By Patrick Rucker
WASHINGTON (Reuters) - Statistician Steve Hanway had expected to spend Tuesday reviewing a tally of far-flung childhood injuries in his job at the U.S. Consumer Products Safety Commission, a federal agency that identifies household perils.
Instead, Hanway spent the day sidelined in his home in Gaithersburg, Maryland, one of about 800,000 federal workers furloughed in the first U.S. government shutdown in 17 years.
Hanway, who says he takes pride in his agency's recent work on child deaths and injuries from swallowing magnetic toys, was deemed "non-essential" and sent home for an indefinite unpaid stay.
Luckily, Hanway, 40, has company in his suburban community of spacious family homes. His wife, Jonaki Bose, 41, a statistician for the Substance Abuse and Mental Health Services Administration, was also deemed non-essential and shut out of her office at the U.S. Department of Health and Human Services.
Hanway joined the federal workforce two years ago after a long stint at the Gallup polling organization, hoping the change to a 9-to-5 federal job would cut down on the road trips and long hours that consumed his family time. A father of two, he worried that without a job shift "I'd be a stranger to my kids."
In the four days since the federal furlough began, he's had plenty of time at home.
The first day of the shutdown, Hanway and his wife puttered in the yard, rearranged the store room and played tennis. Another day they visited the American Red Cross blood bank and donated platelets, trying to feel useful.
Keeping busy relieves anxiety, which Hanley acknowledges is building as the stress of no paychecks settles in.
The family lives frugally, Hanway said, and they have a 'rainy day' fund to see them through a missed paycheck or two.
Yet Monday evening, Hanway and his wife became restless as they followed broadcasts of congressional maneuvers that went on past midnight. It finally became obvious no compromise was in sight. They tried to lighten the mood with glimpses of the news parody program, 'The Daily Show.'
"I'm not prone to sleepless nights, but Monday was one for both of us," he said. "There is some anxiety for the kids. You tell them not to worry, but they know what's going on."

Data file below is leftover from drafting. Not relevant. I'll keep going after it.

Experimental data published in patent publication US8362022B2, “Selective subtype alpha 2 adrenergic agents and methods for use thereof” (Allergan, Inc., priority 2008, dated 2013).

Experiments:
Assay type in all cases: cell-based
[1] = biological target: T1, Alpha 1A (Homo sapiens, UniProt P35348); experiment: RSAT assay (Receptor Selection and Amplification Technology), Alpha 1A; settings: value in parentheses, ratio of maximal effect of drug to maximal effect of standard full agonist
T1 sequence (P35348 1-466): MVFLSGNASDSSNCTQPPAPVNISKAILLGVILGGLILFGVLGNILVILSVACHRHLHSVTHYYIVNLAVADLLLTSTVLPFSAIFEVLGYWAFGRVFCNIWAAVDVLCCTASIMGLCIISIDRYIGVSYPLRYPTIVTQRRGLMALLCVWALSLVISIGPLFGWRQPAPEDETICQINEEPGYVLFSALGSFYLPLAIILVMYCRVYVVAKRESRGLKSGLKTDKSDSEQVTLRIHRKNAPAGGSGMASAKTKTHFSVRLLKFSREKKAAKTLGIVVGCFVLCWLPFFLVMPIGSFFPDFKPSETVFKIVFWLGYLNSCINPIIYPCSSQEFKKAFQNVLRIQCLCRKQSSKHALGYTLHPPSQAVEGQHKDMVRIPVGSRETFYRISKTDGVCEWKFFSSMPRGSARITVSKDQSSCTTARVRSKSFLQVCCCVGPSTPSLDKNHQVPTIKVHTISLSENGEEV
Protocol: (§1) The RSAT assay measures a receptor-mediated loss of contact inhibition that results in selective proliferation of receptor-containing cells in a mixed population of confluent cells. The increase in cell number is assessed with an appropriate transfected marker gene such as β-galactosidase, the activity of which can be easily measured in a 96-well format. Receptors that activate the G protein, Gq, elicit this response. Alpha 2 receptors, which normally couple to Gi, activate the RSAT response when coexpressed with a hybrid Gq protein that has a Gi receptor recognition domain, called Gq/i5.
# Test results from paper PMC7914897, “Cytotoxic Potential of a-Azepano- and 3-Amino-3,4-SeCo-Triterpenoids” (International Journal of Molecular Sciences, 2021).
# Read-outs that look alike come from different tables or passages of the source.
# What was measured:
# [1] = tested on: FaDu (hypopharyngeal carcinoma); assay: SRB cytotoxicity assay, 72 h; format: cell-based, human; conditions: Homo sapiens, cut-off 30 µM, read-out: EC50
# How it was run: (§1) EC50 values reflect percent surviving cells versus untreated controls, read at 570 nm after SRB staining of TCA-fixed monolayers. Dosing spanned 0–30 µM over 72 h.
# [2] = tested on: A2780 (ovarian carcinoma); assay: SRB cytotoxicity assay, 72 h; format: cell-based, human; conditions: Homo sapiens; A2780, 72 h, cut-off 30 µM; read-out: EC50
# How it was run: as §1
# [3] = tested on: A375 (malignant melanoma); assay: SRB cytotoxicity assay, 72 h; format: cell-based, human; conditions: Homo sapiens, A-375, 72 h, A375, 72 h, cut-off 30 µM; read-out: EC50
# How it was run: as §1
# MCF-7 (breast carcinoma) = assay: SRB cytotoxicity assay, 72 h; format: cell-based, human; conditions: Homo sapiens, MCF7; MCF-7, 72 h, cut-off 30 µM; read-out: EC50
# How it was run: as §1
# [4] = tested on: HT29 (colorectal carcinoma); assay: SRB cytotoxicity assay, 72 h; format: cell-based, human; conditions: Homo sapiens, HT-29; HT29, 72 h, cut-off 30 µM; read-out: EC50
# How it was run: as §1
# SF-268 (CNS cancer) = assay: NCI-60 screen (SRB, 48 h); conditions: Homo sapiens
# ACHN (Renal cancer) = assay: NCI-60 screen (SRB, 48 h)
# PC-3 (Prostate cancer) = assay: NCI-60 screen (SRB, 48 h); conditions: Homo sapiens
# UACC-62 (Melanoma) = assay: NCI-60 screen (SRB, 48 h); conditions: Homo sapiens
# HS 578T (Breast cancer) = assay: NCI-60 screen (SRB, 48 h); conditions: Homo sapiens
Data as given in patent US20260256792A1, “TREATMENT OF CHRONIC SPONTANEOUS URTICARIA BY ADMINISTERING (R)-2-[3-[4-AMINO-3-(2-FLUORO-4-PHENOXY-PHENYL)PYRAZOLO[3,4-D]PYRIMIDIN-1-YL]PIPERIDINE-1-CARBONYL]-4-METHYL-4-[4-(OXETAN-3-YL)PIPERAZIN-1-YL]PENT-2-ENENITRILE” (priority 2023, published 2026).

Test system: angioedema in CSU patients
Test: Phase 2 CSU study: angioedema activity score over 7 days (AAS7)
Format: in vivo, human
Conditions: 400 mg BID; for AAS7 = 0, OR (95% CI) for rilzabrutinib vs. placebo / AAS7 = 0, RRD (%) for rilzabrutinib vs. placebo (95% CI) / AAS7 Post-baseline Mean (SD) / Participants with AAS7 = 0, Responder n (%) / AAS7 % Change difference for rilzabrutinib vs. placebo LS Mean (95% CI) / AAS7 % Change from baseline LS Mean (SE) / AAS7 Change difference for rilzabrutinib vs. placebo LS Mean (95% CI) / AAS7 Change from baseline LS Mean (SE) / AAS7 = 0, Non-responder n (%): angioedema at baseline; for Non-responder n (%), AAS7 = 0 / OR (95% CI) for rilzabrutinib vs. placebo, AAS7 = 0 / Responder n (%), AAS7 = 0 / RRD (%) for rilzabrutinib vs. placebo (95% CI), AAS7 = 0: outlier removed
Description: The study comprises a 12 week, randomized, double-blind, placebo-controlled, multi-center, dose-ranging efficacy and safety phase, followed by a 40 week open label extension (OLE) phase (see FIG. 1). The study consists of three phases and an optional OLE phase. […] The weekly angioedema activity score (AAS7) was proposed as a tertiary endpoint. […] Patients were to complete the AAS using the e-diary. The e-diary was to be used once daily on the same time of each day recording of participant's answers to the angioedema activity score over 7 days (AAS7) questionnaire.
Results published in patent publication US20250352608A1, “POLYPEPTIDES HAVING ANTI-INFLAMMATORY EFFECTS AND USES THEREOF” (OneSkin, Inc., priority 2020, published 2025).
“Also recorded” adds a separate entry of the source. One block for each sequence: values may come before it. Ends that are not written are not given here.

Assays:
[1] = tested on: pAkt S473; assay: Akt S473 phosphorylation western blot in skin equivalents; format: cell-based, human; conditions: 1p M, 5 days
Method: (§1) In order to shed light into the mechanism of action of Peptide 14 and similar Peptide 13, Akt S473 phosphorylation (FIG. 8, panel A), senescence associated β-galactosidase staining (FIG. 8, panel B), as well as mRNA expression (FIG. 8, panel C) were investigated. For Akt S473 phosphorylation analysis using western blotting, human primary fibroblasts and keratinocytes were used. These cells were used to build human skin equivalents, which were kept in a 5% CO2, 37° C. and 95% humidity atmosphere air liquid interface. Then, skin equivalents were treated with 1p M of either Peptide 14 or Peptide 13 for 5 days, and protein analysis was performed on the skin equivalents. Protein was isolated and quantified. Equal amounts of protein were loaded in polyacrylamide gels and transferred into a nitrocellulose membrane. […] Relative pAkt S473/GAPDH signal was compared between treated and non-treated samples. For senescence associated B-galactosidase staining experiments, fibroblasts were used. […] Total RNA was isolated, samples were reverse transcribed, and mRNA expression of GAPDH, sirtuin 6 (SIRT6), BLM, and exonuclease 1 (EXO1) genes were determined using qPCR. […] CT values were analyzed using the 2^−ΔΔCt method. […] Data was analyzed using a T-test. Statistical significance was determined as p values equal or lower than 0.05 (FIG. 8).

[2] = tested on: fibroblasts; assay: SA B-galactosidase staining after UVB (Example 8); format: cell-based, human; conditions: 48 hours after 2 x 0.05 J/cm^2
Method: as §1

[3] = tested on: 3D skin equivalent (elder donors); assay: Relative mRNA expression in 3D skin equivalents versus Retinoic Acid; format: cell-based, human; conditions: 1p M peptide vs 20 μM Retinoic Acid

Families like Hanway's are scattered across the Washington, D.C. metropolitan region, where 446,000 men and women, or roughly 14 percent of the area's workforce, are employed by the federal government. That doesn't count the multitudes who work as federal contractors.
Hanway's Gaithersburg neighborhood is part of a band of affluence ringing the nation's capital, where three-bedroom homes with two-car garages can top $600,000 and the public schools are among the finest in the country.
Like Hanway, many federal workers take government jobs out of a call to public service, leaving behind private companies that may offer better pay and prominence.
That makes the non-essential designation even more frustrating, since Hanway is convinced the work he does at the product safety commission's offices in Bethesda, Md. saves lives.
Employees at the agency in recent years have focused on everyday hazards like infant cradles with slats that can trap babies' heads and kitchen toasters prone to fires.
Hanway's team of statisticians helped detect a wave of emergency room visits by children who had swallowed high-powered magnets that were marketed as a novelty toy, helping raising an alarm that got the product off shelves within months.
Early in the month, he and his team receive data on injuries nationwide. It was just such a report that helped the agency detect the magnet injuries to children. He was supposed to see another report on October 1, the same day he was furloughed.
"Could something crop up that we won't be able to pounce on because so many people are absent? I think that answer is: yes," he said.
Instead, Hanway is focusing on personal fitness, finally putting the cross trainer in his bedroom to good use.
"It just feels like we're collateral damage," he said.
(Reporting By Patrick Rucker; Additional reporting by Jim Bourg; Editing by Marilyn W. Thompson and Leslie Gevirtz)
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